Confidential and Privileged Communications

The Louisiana Supreme Court ruled that a man’s confession to a minister that he had committed a murder was admissible as evidence at trial.

Key point 3-07.2. In order for the clergy-penitent privilege to apply there must be a communication that is made in confidence. This generally means that there are no other persons present besides the minister and counselee who can overhear the communication, and that there is an expectation that the conversation will be kept secret.

Key point 3-08.02. The clergy-penitent privilege may apply to communications made to a minister in the course of marriage counseling, even when both spouses are present.

The Louisiana Supreme Court ruled that a man's confession to a minister that he had committed a murder was admissible as evidence at trial because it was not protected by the clergy-penitent privilege.

An associate pastor was contacted by cell phone on a Saturday evening by a female member of the congregation who asked him to meet her and her son and nephew (the defendants) in a hotel room. When the pastor asked the woman about the purpose of the meeting, she replied that she wanted him to counsel the defendants "about a matter" and "lead them to Christ."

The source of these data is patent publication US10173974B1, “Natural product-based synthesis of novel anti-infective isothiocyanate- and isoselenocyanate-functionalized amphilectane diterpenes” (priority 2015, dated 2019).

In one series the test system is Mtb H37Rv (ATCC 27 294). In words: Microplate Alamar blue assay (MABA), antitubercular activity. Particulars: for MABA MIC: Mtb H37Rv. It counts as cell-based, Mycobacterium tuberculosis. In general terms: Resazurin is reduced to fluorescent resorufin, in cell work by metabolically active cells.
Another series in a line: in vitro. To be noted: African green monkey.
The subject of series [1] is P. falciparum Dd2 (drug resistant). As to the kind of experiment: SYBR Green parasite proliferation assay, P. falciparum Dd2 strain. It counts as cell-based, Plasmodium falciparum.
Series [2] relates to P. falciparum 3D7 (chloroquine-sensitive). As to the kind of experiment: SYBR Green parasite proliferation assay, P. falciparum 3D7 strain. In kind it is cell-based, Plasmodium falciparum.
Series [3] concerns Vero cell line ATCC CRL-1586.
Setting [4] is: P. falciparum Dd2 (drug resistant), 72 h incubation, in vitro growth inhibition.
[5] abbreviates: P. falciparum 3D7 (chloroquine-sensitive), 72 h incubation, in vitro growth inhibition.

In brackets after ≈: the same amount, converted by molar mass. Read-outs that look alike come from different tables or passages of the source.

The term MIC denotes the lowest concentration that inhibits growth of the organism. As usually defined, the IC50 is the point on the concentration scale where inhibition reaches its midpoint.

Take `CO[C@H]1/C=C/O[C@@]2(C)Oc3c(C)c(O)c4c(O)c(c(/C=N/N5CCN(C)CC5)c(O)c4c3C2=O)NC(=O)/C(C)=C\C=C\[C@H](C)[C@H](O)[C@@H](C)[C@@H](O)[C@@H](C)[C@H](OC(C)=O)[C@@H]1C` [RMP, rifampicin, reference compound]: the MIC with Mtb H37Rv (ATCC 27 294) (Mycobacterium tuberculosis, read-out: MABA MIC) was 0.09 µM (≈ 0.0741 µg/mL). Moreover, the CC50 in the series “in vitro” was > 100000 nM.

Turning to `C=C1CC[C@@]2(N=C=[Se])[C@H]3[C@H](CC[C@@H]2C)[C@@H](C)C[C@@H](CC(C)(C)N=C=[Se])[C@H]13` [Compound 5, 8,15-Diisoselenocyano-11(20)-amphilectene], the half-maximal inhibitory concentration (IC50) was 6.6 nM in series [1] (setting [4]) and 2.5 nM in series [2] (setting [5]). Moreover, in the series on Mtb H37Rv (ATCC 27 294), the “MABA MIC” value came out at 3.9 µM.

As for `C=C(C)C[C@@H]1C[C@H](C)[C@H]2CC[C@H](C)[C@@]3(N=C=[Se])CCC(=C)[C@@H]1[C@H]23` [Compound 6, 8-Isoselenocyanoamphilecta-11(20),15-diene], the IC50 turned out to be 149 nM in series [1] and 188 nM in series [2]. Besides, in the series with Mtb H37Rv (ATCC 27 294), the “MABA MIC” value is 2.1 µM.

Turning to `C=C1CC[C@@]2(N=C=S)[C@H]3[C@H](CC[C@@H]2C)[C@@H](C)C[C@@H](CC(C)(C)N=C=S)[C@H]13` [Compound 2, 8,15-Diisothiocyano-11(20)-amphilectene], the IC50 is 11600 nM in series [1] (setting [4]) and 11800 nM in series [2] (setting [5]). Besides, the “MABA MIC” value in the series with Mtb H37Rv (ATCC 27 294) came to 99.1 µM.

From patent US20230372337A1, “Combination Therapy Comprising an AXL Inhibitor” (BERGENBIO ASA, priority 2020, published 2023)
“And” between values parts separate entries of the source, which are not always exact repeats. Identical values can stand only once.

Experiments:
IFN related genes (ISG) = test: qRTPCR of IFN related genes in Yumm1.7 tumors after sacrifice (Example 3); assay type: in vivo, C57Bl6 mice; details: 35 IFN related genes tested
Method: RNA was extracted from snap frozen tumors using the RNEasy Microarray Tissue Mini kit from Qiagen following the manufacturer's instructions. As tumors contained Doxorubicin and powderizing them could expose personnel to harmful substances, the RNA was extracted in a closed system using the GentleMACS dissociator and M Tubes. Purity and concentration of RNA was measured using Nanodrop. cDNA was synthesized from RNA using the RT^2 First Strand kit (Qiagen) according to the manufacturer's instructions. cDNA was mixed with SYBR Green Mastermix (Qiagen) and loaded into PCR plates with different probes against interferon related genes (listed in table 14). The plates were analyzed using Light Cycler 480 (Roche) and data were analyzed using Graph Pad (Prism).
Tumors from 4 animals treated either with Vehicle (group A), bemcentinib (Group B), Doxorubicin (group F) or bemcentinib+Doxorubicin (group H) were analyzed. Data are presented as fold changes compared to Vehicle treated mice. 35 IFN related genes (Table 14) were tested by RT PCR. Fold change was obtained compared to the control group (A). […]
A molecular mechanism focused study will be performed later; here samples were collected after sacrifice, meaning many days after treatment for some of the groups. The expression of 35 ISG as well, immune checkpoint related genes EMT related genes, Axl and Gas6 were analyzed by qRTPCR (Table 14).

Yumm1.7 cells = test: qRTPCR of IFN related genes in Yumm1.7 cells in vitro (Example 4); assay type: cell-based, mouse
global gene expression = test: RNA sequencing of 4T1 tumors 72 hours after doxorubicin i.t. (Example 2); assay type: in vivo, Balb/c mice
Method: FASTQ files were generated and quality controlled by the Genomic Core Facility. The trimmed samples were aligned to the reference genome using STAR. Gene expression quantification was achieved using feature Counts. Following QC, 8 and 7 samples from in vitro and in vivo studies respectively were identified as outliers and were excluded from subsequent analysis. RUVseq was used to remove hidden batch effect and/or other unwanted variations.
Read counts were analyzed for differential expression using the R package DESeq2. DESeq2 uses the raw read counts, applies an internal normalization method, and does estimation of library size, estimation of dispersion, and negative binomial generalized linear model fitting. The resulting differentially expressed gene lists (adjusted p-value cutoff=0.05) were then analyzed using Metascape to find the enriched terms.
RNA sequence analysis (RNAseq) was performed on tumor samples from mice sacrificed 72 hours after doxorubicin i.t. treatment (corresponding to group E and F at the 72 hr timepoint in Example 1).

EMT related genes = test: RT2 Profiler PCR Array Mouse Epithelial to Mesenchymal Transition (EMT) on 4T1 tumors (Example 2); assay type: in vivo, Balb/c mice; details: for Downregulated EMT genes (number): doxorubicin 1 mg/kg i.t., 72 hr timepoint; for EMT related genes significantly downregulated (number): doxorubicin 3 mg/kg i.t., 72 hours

Neither defendant attended the church, and the pastor did not know them. When the pastor arrived at the hotel room, the mother told her son to tell him "what happened." The son explained how they had called a cab driver to rob him, and when he reached for a gun they shot and killed him. The nephew said nothing about the crime, and made no confession.

The pastor spoke with both defendants about their lifestyle and the outcome of their way of living, and prayed with them. After being told about the shooting, the pastor did not know what to do. He called his senior pastor and was told to report the incident to the police. However, he did not tell the mother, or either defendant, that the pastor had instructed him to inform the police, or that he intended to do so. When he left the hotel, the pastor called the police as he had been instructed.

The defendants were later charged with murder, and the prosecution attempted to have the pastor testify about their confession. The defendants' attorney objected, claiming that the confession was protected by the clergy-penitent privilege and was therefore not admissible in evidence.